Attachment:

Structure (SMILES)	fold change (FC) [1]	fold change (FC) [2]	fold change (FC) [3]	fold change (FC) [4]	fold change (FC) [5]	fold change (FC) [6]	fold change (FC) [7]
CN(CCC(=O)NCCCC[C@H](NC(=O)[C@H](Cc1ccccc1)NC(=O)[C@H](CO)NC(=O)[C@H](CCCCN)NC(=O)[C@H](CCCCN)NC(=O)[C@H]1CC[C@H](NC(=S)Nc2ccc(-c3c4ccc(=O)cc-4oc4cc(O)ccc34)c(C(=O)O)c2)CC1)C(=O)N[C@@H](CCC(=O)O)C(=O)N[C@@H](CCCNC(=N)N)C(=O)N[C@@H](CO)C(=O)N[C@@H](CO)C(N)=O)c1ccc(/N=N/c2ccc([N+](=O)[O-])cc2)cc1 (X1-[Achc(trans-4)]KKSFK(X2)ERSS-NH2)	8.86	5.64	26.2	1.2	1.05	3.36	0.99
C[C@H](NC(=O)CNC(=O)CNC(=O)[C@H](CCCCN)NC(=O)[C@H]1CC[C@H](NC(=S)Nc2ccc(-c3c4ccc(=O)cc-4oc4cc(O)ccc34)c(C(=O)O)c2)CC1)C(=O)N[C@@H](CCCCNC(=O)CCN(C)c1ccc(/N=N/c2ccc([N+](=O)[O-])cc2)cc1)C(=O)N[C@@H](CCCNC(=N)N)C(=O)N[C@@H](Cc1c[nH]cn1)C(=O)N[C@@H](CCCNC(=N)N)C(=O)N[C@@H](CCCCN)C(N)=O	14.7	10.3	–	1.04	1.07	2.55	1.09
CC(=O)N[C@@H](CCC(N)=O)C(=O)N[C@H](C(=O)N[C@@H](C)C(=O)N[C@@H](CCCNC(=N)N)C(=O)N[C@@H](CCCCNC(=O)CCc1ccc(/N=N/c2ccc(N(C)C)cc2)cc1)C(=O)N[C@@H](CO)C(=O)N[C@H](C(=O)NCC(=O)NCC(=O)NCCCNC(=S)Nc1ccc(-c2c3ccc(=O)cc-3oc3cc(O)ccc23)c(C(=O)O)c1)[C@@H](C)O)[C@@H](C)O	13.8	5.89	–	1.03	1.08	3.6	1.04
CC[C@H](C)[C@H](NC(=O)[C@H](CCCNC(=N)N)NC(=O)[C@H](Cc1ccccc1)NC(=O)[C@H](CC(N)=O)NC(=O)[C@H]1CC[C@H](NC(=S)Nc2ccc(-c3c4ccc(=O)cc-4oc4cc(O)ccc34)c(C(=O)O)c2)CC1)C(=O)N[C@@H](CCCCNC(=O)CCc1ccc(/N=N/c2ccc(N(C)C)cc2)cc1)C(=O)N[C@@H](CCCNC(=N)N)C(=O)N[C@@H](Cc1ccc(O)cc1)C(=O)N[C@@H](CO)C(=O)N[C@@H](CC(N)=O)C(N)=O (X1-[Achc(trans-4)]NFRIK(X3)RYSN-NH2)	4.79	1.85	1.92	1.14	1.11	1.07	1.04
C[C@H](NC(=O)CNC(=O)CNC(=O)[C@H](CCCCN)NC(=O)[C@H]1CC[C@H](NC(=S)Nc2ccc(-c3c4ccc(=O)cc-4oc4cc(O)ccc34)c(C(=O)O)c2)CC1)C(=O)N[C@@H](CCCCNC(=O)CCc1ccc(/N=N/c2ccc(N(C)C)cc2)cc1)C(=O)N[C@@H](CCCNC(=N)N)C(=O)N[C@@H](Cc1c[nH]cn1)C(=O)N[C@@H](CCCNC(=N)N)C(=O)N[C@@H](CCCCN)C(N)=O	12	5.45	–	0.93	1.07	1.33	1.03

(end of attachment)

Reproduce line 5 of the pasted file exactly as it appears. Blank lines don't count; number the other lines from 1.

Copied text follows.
CC[C@H](C)[C@H](NC(=O)[C@H](CCCNC(=N)N)NC(=O)[C@H](Cc1ccccc1)NC(=O)[C@H](CC(N)=O)NC(=O)[C@H]1CC[C@H](NC(=S)Nc2ccc(-c3c4ccc(=O)cc-4oc4cc(O)ccc34)c(C(=O)O)c2)CC1)C(=O)N[C@@H](CCCCNC(=O)CCc1ccc(/N=N/c2ccc(N(C)C)cc2)cc1)C(=O)N[C@@H](CCCNC(=N)N)C(=O)N[C@@H](Cc1ccc(O)cc1)C(=O)N[C@@H](CO)C(=O)N[C@@H](CC(N)=O)C(N)=O (X1-[Achc(trans-4)]NFRIK(X3)RYSN-NH2)	4.79	1.85	1.92	1.14	1.11	1.07	1.04